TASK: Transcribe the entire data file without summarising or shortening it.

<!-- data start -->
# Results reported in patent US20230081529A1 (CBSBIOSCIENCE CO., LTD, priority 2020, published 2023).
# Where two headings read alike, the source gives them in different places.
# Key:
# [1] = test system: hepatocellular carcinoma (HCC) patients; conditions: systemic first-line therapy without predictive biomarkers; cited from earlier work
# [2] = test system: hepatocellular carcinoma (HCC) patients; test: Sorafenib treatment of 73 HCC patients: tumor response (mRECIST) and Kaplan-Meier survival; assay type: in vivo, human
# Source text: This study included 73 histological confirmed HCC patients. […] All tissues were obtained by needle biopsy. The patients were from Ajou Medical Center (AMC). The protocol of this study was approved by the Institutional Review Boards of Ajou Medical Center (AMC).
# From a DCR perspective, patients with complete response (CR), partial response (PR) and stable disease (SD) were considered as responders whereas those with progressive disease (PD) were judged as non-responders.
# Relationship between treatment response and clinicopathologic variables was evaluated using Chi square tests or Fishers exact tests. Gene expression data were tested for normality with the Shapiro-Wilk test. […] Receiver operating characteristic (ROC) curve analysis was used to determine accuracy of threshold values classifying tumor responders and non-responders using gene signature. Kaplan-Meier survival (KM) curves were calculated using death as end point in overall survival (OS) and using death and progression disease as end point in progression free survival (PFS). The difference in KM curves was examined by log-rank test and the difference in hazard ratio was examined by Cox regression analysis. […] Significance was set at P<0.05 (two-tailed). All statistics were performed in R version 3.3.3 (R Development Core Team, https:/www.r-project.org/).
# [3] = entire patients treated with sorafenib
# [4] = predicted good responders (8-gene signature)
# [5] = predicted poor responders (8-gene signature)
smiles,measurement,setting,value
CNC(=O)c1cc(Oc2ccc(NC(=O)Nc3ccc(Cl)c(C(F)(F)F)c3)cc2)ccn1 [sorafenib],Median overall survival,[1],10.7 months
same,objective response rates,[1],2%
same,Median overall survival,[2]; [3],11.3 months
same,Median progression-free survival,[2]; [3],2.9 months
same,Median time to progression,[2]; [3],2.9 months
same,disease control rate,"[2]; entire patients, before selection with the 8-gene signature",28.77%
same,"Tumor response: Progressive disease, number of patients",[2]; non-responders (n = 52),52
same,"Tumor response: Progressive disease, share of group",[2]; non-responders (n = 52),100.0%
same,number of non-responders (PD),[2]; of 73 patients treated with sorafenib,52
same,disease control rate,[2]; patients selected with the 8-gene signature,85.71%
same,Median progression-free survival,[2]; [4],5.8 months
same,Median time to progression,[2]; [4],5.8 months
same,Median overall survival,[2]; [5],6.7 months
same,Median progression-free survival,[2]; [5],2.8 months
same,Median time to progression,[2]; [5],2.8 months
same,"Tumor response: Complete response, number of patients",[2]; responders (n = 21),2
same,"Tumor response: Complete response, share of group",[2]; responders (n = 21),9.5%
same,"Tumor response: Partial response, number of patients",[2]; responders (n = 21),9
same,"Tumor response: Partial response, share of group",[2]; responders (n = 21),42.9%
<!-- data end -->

# Results reported in patent US20230081529A1 (CBSBIOSCIENCE CO., LTD, priority 2020, published 2023).
# Where two headings read alike, the source gives them in different places.
# Key:
# [1] = test system: hepatocellular carcinoma (HCC) patients; conditions: systemic first-line therapy without predictive biomarkers; cited from earlier work
# [2] = test system: hepatocellular carcinoma (HCC) patients; test: Sorafenib treatment of 73 HCC patients: tumor response (mRECIST) and Kaplan-Meier survival; assay type: in vivo, human
# Source text: This study included 73 histological confirmed HCC patients. […] All tissues were obtained by needle biopsy. The patients were from Ajou Medical Center (AMC). The protocol of this study was approved by the Institutional Review Boards of Ajou Medical Center (AMC).
# From a DCR perspective, patients with complete response (CR), partial response (PR) and stable disease (SD) were considered as responders whereas those with progressive disease (PD) were judged as non-responders.
# Relationship between treatment response and clinicopathologic variables was evaluated using Chi square tests or Fishers exact tests. Gene expression data were tested for normality with the Shapiro-Wilk test. […] Receiver operating characteristic (ROC) curve analysis was used to determine accuracy of threshold values classifying tumor responders and non-responders using gene signature. Kaplan-Meier survival (KM) curves were calculated using death as end point in overall survival (OS) and using death and progression disease as end point in progression free survival (PFS). The difference in KM curves was examined by log-rank test and the difference in hazard ratio was examined by Cox regression analysis. […] Significance was set at P<0.05 (two-tailed). All statistics were performed in R version 3.3.3 (R Development Core Team, https:/www.r-project.org/).
# [3] = entire patients treated with sorafenib
# [4] = predicted good responders (8-gene signature)
# [5] = predicted poor responders (8-gene signature)
smiles,measurement,setting,value
CNC(=O)c1cc(Oc2ccc(NC(=O)Nc3ccc(Cl)c(C(F)(F)F)c3)cc2)ccn1 [sorafenib],Median overall survival,[1],10.7 months
same,objective response rates,[1],2%
same,Median overall survival,[2]; [3],11.3 months
same,Median progression-free survival,[2]; [3],2.9 months
same,Median time to progression,[2]; [3],2.9 months
same,disease control rate,"[2]; entire patients, before selection with the 8-gene signature",28.77%
same,"Tumor response: Progressive disease, number of patients",[2]; non-responders (n = 52),52
same,"Tumor response: Progressive disease, share of group",[2]; non-responders (n = 52),100.0%
same,number of non-responders (PD),[2]; of 73 patients treated with sorafenib,52
same,disease control rate,[2]; patients selected with the 8-gene signature,85.71%
same,Median progression-free survival,[2]; [4],5.8 months
same,Median time to progression,[2]; [4],5.8 months
same,Median overall survival,[2]; [5],6.7 months
same,Median progression-free survival,[2]; [5],2.8 months
same,Median time to progression,[2]; [5],2.8 months
same,"Tumor response: Complete response, number of patients",[2]; responders (n = 21),2
same,"Tumor response: Complete response, share of group",[2]; responders (n = 21),9.5%
same,"Tumor response: Partial response, number of patients",[2]; responders (n = 21),9
same,"Tumor response: Partial response, share of group",[2]; responders (n = 21),42.9%